It may be a sign of codependency if you start to obsess over your partner or feel the need to be with them all the time. This means things like always checking in on them, wanting to know what they're up to, and getting worried if they don't answer.

  • Fear of Abandonment

People in codependent relationships fear being alone. They may act clingy, skip enjoyable activities, or resist being away from their partner even when needed.

  • Lack of Outside Support Systems

If someone leans too much on their partner for feelings of support, they might not have other close friends. Codependent people might not have a lot of outside support, so they depend on their partner to feel valued.

  • Enmeshment

In an enmeshed relationship, two people are so tied that they feel like one person. They lack clear personal boundaries, and they might focus on one person's needs over the other's. In these relationships, both individuals feel they cannot exist of each other.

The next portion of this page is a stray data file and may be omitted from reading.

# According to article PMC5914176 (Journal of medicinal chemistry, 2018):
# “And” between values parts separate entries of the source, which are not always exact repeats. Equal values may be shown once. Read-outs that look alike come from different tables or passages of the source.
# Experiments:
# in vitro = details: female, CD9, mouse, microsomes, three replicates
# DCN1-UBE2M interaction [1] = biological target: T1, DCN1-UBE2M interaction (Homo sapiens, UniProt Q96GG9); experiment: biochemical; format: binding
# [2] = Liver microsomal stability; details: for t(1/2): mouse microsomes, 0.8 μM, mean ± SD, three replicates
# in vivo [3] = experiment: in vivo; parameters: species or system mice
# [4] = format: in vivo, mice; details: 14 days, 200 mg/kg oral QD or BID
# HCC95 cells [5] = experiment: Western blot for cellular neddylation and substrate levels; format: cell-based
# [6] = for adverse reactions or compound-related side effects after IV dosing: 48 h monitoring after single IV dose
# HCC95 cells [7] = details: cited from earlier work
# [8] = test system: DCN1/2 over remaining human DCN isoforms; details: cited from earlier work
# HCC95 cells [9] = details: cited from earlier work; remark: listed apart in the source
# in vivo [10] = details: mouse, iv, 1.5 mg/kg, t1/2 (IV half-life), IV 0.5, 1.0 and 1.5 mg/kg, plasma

• Feelings of Doubt

People in codependent relationships often feel unsure about themselves because their partners criticize them. This makes it hard for them to make decisions without their partner's approval, causing low self-confidence and doubt.

  • Resentment

Feeling upset with your partner because they aren't doing their share or you feel used can be a sign of a codependent relationship. This frustration can grow if one person feels they're doing most of the work in the relationship and the other isn't helping enough.

A woman with Codependency issues reaching for a hug

Examples of codependency

Codependency isn't in romantic relationships. It can happen between family, friends, or even with yourself. Here are some typical examples of codependent behavior:

  • "People pleasing" or constantly going out of your way to make others happy, even if it means sacrificing your own needs in the process.
  • Putting others' needs ahead of your own and feeling guilty if you don't.
  • Taking on too much responsibility for other people's feelings and actions.